In the end, however, it was clear that the typical gallery experience of looking at displays and discussing them lacked the vitality and life the objects had originally embodied when part of a performance. So, what did we do? We took a risk that is not usually part of our tours.

Suggestions for Movement (p2)

Inspired by a gallery guide written by associate director of education, Susy Bielak and research fellow, Abigail Sebaly, along with a tour plan for high school students developed by tour guide Marvel Gregoire, we invited our group to channel Cunningham, Rauschenberg, and their third collaborator, composer John Cage, to create a performance piece together. We focused on a response to Rauschenberg’s’ set piece Tantric Geography for the 1977 dance Travelogue. The work is a linear sculptural composition incorporating Duchampian bicycle wheels with chairs facing different directions installed diagonally across the gallery space. Five volunteers stepped up and they were asked to isolate a small gesture inspired by a word such as curve, tilt, twist, or arch (or not). They moved along the set piece, pausing, turning the direction of each chair, and repeating their gesture. The rest of the group, inspired by John Cage, provided a sound scape of voice- and body-generated “music” to accompany the dance.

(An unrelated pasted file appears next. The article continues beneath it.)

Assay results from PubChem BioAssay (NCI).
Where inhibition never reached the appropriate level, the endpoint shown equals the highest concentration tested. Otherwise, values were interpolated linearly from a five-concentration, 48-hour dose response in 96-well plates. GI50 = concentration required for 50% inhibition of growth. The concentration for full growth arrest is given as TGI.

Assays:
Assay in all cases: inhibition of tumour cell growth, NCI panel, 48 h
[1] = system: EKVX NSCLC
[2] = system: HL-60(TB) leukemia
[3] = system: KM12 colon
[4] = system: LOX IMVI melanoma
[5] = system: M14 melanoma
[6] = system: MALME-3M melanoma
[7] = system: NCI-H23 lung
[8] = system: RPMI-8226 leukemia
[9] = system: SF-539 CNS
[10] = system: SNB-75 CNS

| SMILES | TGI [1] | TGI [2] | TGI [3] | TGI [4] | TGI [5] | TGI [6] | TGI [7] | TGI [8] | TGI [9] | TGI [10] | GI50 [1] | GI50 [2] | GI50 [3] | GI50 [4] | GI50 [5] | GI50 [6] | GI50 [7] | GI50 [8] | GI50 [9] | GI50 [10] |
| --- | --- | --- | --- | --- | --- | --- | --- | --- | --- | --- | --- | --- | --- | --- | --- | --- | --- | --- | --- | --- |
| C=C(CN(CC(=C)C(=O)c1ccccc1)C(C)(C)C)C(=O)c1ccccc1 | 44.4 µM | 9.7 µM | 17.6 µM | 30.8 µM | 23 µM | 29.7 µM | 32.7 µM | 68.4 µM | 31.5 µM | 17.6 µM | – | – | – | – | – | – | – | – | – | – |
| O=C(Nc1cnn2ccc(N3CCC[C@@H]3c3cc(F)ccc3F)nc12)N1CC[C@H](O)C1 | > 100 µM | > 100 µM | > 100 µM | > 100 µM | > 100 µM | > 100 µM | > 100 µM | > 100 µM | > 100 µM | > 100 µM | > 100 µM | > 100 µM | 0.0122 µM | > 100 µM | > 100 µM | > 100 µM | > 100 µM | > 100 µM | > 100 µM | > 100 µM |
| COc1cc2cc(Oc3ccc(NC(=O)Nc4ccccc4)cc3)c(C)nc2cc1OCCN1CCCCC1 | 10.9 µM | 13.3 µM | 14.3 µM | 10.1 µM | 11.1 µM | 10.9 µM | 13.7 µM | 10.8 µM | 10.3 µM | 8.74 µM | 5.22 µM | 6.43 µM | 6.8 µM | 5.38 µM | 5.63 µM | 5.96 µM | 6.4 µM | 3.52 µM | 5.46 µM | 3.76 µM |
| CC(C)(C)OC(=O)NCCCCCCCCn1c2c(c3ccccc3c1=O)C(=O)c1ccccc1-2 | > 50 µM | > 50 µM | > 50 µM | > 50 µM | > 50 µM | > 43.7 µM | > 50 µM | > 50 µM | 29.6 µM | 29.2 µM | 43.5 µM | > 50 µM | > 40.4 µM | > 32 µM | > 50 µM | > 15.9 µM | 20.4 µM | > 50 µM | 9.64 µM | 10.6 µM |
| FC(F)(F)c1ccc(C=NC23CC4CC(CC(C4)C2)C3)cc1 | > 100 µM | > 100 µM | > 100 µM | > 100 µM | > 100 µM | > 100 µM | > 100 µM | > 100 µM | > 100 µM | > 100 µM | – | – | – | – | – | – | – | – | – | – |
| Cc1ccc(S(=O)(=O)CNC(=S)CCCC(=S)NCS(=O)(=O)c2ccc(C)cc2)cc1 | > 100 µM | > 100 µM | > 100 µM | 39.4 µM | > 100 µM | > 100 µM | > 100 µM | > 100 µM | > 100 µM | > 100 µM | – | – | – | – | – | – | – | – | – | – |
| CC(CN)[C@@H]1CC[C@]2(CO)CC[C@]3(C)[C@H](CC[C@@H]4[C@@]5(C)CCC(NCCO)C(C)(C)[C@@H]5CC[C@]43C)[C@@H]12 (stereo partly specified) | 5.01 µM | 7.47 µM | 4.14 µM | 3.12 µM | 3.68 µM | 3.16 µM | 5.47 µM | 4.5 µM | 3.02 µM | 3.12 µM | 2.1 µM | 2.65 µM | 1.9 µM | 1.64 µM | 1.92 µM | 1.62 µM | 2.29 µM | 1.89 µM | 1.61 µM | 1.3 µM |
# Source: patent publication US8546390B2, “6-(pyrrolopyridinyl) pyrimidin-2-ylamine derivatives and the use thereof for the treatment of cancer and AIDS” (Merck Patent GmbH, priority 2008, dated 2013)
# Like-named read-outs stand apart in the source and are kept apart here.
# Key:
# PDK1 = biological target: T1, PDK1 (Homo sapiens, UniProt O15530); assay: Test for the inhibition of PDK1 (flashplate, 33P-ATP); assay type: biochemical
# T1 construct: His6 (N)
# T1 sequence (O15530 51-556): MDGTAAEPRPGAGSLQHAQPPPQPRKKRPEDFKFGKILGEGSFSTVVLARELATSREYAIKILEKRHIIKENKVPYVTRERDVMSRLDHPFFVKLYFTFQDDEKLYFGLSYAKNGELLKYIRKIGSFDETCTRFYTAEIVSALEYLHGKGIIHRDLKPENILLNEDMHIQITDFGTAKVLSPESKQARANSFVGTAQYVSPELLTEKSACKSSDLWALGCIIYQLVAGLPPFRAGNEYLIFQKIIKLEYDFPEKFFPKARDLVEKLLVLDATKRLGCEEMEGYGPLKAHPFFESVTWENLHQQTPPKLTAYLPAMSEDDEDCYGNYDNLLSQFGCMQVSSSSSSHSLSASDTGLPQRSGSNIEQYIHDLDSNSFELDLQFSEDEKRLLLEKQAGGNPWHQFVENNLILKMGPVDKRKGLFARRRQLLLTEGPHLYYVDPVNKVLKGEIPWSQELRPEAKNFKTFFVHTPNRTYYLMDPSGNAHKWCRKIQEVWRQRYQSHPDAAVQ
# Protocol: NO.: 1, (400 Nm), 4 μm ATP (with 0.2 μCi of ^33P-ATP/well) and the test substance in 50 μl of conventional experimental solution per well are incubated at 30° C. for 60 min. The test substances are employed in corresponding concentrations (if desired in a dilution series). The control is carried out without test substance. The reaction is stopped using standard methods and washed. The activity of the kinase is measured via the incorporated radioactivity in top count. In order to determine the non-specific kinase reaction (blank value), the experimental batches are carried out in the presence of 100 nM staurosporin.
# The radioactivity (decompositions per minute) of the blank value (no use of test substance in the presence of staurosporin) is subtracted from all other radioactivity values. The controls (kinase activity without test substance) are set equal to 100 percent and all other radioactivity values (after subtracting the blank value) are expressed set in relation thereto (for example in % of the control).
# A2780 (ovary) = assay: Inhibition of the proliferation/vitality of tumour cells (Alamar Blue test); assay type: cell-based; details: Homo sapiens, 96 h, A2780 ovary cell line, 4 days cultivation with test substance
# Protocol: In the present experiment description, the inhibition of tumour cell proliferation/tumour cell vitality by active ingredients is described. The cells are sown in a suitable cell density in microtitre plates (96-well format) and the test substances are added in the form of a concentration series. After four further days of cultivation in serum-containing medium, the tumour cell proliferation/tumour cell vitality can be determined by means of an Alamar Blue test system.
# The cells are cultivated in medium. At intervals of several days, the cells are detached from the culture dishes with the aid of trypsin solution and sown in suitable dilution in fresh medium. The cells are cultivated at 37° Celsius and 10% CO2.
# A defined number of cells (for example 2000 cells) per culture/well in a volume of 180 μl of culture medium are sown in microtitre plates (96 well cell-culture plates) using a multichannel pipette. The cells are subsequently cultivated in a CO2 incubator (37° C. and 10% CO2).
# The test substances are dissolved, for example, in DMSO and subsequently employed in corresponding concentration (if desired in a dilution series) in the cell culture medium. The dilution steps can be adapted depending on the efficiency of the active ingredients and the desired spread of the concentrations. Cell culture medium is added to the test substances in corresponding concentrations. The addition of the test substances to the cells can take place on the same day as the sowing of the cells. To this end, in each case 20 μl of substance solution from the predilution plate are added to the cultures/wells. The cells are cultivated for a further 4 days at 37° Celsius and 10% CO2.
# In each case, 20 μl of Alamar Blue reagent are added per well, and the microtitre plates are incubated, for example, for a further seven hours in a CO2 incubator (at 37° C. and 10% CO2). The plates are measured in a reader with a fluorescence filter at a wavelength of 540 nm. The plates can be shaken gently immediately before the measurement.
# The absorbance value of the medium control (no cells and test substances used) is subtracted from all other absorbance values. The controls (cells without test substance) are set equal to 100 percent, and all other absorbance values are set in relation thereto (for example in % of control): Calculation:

We may not have reached the level of art or dance of the artists inspiring us, and our only audience was the gallery monitor Ann Norberg, but the experience was kind of magic and our tour ended with applause, laughter, and camaraderie.